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additional economic and social effects caused by the continual threat of eruption that would be important to document in further research However what can be gained from this research on the short-term e f fects of evacuation are suggestions in policy changes that might make future evacuation efforts more succe ssful. If it is again predicted that Mt. Tungurahua might have a serious eruption, the government might decide once more to evacuate high risk communities In this Conclusion, I provide recommendations that aim to lessen the negative impacts that ev a cuation might cause on the s e communities. RECOMMENDATIONS The research results shown in this thesis indicate the need for disaster mitigation and response policies to address the short-term effects ofthe evacuation of the Mt. Tungurahua area in October 1999. In her discussion of research involving policy, Whiteford suggests that the researcher(s) identify the audience that would benefit from the results (Whiteford 2000:11 0) The audience for the recommendations that I present in this thesis is the people and agencies involved in the policies and decisions affecting the health and safety of people living near Mt. Tungurahua. These include government agencies such as the Ministry of Health, scientific organizations like the Geophysical Institute at the National Polyteclmic, as well as NGOs such as the Red Cross. These recommendations are also directed towards international disaster research agencies, such as the Center for Disaster Management and Humanitarian Assistance, that might be able to apply the lessons learned with Mt. Tungurahua to other evacuation situa t ions in rural areas of developing countries These recommendations have developed out ofthe results c on c erning the short term effects of the evacuation They are to meant to help make any future evacuations 106

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less harmful for those involved When involved in policy related research, Whiteford recommends that the researcher be realistic about the limitations under which people are operating (Whiteford 2000:11 0). Therefore, I present these recommendations with the knowledge that many of the short-term effects documented in this thesis are, in part the result of the economic stability of Ecuador. The national government does not have adequate finances and i s limited in its ability to fund the types of preparation and assistance activities that would be needed However some of these recommendations do not need great financial support. Those that do would require funding from sources outside Ecuador. Considering that the majority of the world's most high-risk volcanoes are located in developing countries (Voight 1996 : 762), this situation needs to be taken seriously by the more developed nations. Developed nations often have access to more advanced monitoring systems, which could assist in the observation of volcanic activity and the prediction of major eruptions More economically stable countries also have access to funds that might be invested in efforts to support the evacuation of high-risk areas. Without assistance from developed countries, there is the potential that a disaster like Nevada del Ruiz could happen again My eight recommendations for policy changes regarding evacuation are : 1 Increase educational activities 2 Prepare communities for influx of evacuees 3 Create registry of people living in high-risk areas 4. Develop shelters for livestock 5. Small livestock voucher program 6. Suspend utility bills in evacuated area s 7. Create a food subsidy program for evacuees 8. Distribute soap to shelter residents 107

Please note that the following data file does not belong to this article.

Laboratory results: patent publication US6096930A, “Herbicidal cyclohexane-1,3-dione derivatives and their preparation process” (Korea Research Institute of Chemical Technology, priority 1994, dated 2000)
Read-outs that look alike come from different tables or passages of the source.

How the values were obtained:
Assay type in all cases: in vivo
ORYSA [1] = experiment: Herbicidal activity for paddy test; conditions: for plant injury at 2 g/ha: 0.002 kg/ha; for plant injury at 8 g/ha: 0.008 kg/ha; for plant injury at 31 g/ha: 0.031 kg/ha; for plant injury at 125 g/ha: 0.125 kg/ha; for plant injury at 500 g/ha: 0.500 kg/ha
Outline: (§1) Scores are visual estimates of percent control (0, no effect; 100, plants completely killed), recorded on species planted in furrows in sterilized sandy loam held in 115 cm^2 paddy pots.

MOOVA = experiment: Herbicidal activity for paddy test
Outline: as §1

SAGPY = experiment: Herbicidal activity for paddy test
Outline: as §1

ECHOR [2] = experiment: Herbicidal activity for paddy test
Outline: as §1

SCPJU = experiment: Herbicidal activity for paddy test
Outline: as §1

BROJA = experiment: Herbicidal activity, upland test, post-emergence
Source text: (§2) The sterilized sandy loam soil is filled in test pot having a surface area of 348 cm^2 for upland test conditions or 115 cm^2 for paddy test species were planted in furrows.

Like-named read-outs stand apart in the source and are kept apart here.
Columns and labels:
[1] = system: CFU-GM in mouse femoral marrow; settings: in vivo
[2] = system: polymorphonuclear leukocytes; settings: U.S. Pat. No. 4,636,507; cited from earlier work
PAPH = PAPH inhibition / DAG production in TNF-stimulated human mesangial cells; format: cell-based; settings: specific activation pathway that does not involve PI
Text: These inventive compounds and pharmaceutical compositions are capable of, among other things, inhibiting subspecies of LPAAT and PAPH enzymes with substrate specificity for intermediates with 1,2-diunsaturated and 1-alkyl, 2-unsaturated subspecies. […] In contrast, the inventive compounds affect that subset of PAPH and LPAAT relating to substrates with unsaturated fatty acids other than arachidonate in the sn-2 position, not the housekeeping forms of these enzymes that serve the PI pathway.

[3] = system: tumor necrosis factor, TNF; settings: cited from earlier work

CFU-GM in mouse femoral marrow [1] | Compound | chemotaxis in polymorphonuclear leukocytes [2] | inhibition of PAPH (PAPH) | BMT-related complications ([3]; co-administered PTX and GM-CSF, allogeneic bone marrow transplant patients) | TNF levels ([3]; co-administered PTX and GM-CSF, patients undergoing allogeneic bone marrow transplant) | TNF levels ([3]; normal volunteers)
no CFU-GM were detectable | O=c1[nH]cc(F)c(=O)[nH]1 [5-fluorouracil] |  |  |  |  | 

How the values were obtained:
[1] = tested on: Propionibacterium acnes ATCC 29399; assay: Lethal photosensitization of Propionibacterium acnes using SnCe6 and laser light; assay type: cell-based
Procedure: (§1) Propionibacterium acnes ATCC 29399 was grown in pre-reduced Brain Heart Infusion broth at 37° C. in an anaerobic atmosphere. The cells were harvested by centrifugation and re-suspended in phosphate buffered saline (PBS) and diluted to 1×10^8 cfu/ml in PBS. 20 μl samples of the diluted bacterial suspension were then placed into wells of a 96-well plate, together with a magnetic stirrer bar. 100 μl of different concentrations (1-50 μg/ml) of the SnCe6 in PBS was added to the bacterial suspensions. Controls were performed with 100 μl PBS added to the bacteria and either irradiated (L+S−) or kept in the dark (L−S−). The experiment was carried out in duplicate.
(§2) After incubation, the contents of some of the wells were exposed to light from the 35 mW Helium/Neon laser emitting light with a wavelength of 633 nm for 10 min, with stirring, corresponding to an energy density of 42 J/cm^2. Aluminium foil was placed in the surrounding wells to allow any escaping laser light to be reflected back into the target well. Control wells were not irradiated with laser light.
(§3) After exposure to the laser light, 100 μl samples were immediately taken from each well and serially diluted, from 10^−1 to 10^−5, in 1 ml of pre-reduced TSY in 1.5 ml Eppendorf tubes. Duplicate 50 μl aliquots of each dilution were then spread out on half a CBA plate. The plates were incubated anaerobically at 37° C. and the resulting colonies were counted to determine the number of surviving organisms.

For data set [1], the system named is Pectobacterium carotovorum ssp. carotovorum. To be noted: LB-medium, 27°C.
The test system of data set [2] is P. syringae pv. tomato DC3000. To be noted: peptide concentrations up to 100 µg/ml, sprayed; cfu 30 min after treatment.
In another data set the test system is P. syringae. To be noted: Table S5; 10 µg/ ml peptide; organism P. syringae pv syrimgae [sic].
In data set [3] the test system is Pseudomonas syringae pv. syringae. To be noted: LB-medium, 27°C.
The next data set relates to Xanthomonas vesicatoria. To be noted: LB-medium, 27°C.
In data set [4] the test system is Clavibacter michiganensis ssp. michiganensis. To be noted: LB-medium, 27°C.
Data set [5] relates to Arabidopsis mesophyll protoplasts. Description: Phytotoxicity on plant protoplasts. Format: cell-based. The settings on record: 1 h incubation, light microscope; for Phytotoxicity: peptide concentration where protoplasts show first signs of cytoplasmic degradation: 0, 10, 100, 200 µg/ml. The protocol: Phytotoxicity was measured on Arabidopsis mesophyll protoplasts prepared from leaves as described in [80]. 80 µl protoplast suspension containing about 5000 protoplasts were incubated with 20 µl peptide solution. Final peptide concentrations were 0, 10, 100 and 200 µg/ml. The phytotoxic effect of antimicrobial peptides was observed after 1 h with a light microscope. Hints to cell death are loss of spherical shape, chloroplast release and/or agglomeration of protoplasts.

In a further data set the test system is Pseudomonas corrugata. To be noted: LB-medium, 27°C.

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1. Increase Educational Activities My first recommendation is to develop policies that increase educational activities, which reduce peoples' vulnerability regarding the volcano Our results have shown that one of the short-term effects of the evacuation was that 50% of those people who chose to return early to their homes in high-risk areas stated that they did not worry about the volcano. This lack of worry, whether real or assumed, has the potential of putting people in harm's way should, in the future, Mt. Tungurahua have a major eruption. Therefore, I believe it is necessary for people to understand the potential harm from volcanic eruption, the inexactness of volcanic prediction, and the evacuation plans should major activity ensue This education should be forthright so that people understand the situation It should attempt to provide information without using scare tactics There are a variety of media that could and should be used to educate the public about the volcanic hazard. Information could be spread through pamphlets, newspaper articles, radio broadcasts, and television broadcasts What I believe might be beneficial would be a series of informational meetings in the high-risk areas with volcanologists present to answer questions and address concerns Although many of these scientists are very busy monitoring the activity level of Ecuador's volcanoes, the one on one contact might help people better understand their neighboring volcano. Since the information presented would be coming directly from the scientists, rather than being filtered through the government or news agencies, might be more believable to those living near the volcano. Along with public meetings held with scientists, meetings should be held with people directly involved with evacuation plans These meetings might include Civil 108